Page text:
Ron Young

I was born in 1934 and lived at Kings Cottages, opposite the COOP, till 1943 when I left the village to go the military boarding school at Dunblane.

My Father John Young was badly wounded in the 1st war and used to go the Bishopton Hotel for a pint.

I went to the infants school and the headmaster was Mr Rowan. My teachers were Miss Watson and Miss McKenzie.

I remember a few people, May Maxwell, Allan Birkett, Ian Park whose father owned a farm. We then moved house to 8 Crossgates opposite the garage. There was an army barracks behind our house. I remember Ian Watson whose father owned the tomato nurseries.

I returned to the village in 1949 and joined the youth club where I met my first girl friend. Margaret Ewart, she was the twin sister of Olive Ewart. Lovely family.

Ah well Memories.

All the best,

Ron Young


I asked Ron for more.... thanks Ron!

Hello, Here is a photo of me behind Kings Cottages 1939. Our neighbours were Mrs Harrison who had a son called Danny.

Next to that was the sweet shop run by Mrs Sutherland where we bought lucky bags and Iron brew with our tuppence a week pocket money. The shop closed during the war and never opened again.

Down the road towards the Golf Inn Mr Ralph Blackett opened a cycle shop. The Golf Inn was run by a Mr Laurie and he had 2 daughters Jean & Myrtle who were at the infant school with me. Next shop was the chip shop on the bridge. 

I used to deliver milk from Linburn Farm where my mother worked as a girl. Mathew and John Stevenson owned the farm and took over the supply of milk from Thomas Linden. I learned to drive on the farm and at age eleven when I came home from Dunblane school and regularly drove the Ferguson tractor on my own at 5 in the morning and cut kale for the cows.

If I can give you any more info and my brain can stand it please let me know. At 73 things do not work like they used to!!! (Ronnie, I'm 46 and need to be reminded of things by a computer! Stu the Webbie)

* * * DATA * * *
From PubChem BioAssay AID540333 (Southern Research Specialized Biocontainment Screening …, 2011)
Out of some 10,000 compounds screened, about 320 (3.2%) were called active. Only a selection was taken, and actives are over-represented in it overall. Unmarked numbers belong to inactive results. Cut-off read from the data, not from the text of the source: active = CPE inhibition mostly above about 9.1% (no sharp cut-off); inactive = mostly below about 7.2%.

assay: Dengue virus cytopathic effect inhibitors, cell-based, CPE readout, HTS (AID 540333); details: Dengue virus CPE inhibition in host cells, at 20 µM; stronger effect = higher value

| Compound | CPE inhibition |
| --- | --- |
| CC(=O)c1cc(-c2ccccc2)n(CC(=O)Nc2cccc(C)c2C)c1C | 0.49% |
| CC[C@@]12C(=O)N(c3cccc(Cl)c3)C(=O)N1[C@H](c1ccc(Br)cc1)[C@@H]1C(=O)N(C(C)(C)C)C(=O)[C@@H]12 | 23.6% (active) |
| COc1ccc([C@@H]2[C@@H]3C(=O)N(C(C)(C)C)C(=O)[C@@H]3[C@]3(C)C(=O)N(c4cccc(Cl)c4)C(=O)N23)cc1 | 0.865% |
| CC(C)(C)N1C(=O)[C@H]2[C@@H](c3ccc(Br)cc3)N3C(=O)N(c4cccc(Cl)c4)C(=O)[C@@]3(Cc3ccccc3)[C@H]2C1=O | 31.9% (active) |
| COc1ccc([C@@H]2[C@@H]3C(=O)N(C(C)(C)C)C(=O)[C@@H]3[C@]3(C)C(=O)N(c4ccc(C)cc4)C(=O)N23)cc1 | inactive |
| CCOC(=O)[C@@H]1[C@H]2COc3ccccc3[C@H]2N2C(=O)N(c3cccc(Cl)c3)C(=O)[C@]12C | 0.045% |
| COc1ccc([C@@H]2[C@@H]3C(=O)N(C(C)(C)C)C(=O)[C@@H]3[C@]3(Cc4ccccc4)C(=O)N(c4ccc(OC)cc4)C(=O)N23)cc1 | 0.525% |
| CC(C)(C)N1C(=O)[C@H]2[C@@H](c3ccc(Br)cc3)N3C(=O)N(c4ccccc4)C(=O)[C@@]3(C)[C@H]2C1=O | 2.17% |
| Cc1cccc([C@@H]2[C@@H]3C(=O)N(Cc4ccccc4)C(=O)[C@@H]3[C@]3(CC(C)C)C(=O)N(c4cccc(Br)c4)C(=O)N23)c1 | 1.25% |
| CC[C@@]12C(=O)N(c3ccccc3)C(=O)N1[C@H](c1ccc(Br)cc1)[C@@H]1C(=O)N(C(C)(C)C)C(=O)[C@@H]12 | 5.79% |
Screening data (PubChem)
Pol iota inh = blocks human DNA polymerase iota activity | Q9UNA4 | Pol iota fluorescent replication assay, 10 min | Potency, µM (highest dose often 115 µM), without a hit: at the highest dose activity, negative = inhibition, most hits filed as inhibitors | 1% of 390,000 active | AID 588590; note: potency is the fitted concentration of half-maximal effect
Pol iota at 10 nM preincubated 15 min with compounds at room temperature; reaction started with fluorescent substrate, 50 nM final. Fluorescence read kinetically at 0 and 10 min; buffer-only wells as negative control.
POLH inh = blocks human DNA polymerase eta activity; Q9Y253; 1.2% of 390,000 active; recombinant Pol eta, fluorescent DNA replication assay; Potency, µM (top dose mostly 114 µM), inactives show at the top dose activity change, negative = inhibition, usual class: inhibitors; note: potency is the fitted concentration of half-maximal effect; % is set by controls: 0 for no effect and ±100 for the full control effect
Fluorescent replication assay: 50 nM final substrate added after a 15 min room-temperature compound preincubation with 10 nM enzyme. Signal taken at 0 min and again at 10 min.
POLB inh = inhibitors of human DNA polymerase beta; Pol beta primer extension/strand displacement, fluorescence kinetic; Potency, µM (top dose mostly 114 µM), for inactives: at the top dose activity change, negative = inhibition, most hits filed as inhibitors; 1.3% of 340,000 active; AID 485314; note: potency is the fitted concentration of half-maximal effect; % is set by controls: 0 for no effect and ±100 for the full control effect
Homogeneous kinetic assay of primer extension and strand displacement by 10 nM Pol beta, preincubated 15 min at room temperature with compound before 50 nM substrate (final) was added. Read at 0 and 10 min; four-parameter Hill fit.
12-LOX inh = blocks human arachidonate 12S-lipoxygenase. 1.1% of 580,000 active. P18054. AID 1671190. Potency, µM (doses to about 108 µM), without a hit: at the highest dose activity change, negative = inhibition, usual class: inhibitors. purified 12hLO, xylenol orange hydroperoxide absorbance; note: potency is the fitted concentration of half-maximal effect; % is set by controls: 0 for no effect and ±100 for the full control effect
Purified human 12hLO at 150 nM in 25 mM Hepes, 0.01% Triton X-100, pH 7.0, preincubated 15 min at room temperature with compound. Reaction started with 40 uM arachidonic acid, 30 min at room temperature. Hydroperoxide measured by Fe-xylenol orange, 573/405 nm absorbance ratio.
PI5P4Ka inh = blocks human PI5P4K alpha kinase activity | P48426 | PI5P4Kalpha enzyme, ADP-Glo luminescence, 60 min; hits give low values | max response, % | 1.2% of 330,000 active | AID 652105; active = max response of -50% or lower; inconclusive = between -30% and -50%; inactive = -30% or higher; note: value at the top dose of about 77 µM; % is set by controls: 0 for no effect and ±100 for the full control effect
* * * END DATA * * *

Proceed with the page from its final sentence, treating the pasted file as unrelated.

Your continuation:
Very best wishes Ronnie Young

Just one more memory. My Father lost a leg in the 14 - 18 war and was in Erskine Hospital. He also had a friend there called Willie Thompson who worked on the switchboard. He also lost a leg.

Many of the patients used use their wheelchairs to go to the Golf Inn for a beer. I and a friend whose name I forget used to go to Erskine Hospital and push the patients to the Golf Inn and then back again. Very hard work and a long walk there and back 4 times!! We called them "Blue Boys" as they had blue hospital clothes.

Even then when I was about 10 or 11 I noticed how young some of the amputees were, but how cheerful they all were. Very sad to see so many destroyed young men. I also remember Dr Drever. He had 2 sons Ian & Ronald. I had appendicitus in 1949 and had to see Dr Drever and he sent for an ambulance and off I went Paisley Alexandra Hospital. It all keeps coming back. My sister Billie was married in the free church in 1951. Mr McCaskill was the minister.  

I was always known as Ronnie but it slowly shrank to Ron in later years. Saved ink!!!

All the best Ron

Hello again.

More memories.

In about 1942 or 1943, I was about 8, I remember during a very hard icy winter (before global warming!!), a lorry laden with sugar skidded violently on the ice in front of the Bishopton Hotel and crashed into the wall.

Sugar went everywhere and all the locals, me included, rushed out with buckets and basins and collected as much sugar as we could. The driver could not stop it and policeman too late to do anything.

As it was severe rationing it was like manna from heaven. I think the lorry was a Rapid Road Transport one. They had fantastic steam driven lorries, Fodens I think and they used to stop at the Golf Inn for a pint, I used to watch them as they hissed with a head of steam up.

I expect the driver needed a pint as the fire was in the cab and must have been very warm on a summers day.

I wonder if anyone else remembers the incident?  

All the best Ron Young

October 2007

Ron, brilliant! Thank you!

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